How could such a person ever find love for a superior one? Much less a God possessing all the superlatives with which God is endowed by man?
In other words, people who manifest this tremendous emphasis on loving humanity—I think if you run into them individually, you find out they don't love much but themselves, and they don't really truly know how to love themselves.
Is not our feeling for lesser beings one of pretended compassion, for those inferior that we can use or wish to use? This thing of loving—your children even—we like to pretend a compassion, we ennoble ourselves by announcing a compassion. And this gives us an ego trap; this is what it amounts to. We can work a little harder, try a little harder, if we think we're tall.
Is not our pretended love for our superiors one of inhibited envy? Loving really that which they have, which we do not have but we want—while trying all the time to pull the envied ones down?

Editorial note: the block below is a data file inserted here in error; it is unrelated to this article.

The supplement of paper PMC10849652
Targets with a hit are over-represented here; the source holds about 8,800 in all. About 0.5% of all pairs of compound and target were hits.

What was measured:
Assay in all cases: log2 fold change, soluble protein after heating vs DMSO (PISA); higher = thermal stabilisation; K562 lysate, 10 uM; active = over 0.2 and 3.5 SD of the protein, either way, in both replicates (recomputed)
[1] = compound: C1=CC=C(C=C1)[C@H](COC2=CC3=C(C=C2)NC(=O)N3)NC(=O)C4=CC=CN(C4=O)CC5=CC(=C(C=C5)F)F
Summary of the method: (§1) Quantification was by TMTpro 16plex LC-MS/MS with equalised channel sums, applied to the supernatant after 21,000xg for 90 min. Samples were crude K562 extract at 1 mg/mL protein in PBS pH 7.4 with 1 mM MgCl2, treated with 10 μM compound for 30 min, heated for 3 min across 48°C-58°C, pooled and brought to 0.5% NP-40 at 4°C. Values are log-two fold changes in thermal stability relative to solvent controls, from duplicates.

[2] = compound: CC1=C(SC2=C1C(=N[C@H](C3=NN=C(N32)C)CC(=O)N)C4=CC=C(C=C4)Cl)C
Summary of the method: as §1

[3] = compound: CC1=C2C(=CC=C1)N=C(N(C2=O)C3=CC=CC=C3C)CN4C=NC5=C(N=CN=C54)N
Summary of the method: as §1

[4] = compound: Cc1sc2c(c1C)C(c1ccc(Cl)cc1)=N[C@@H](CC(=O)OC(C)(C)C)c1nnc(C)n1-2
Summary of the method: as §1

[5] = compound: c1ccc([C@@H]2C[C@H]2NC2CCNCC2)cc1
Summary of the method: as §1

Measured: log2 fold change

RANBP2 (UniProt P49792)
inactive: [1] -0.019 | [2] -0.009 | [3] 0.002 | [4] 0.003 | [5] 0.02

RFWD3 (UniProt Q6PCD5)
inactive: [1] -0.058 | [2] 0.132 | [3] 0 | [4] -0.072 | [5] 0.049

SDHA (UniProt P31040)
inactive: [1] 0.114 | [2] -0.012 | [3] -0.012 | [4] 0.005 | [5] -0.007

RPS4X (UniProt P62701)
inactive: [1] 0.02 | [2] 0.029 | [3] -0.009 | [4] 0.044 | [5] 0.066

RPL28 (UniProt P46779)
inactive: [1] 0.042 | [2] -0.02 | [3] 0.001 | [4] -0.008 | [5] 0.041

(Now you get into an analysis of this. You get a superior and you pretend that you love them—you'll see this a lot in politics—we only love them long enough to pull them down and use their head to climb on.)
To dispossess them, to rape, seduce, use, and even dominate in turn, if you can get away with it? To get but not to give? Where do all these great love affairs go six months after marriage?
What is this pretence of nobility? Is not this in every case a desire to force a projection—a projected fictitious person which we'd like to claim to be ourself—upon those we need to use or we need to dispossess?